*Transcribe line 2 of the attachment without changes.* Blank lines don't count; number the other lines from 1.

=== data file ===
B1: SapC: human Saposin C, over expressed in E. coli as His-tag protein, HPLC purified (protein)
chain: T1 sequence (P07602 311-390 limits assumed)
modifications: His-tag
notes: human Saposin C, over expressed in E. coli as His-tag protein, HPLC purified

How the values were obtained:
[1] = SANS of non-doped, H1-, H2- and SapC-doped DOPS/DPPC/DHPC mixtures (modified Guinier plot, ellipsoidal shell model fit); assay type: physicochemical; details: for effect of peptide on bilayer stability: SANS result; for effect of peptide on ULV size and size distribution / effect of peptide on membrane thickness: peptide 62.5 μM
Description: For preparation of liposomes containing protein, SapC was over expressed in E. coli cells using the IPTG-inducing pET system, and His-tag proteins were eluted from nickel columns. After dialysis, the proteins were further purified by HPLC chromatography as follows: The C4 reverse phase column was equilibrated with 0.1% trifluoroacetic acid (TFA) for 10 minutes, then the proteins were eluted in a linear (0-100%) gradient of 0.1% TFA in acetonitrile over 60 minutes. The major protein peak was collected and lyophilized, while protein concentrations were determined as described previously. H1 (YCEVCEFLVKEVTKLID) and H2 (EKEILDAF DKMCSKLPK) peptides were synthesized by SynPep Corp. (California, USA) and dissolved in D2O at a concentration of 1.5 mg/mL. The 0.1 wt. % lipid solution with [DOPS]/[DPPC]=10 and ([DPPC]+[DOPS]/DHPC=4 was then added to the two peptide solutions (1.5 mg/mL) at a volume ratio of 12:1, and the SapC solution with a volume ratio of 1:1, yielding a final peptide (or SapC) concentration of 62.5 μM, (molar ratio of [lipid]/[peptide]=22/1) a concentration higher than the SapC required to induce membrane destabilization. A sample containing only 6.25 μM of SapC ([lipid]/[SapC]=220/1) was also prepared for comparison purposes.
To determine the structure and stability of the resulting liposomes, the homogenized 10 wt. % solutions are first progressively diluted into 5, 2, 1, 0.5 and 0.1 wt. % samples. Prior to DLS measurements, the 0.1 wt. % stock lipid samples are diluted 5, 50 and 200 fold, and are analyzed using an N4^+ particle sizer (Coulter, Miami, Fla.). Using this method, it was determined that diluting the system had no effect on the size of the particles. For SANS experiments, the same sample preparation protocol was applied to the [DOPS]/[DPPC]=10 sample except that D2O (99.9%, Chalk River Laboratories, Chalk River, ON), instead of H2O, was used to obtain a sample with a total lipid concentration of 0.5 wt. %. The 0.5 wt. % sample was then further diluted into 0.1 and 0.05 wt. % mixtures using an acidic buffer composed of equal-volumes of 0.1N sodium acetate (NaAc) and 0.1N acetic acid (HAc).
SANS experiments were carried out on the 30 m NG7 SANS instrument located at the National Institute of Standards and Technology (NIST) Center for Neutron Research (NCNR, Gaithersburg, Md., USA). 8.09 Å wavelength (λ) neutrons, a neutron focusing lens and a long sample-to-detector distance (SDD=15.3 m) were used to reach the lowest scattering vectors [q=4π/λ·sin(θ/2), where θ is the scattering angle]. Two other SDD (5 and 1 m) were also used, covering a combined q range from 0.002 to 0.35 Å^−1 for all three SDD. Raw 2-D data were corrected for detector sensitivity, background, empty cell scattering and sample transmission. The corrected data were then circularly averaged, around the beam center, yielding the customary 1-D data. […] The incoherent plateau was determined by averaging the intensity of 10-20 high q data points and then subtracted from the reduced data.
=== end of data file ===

chain: T1 sequence (P07602 311-390 limits assumed)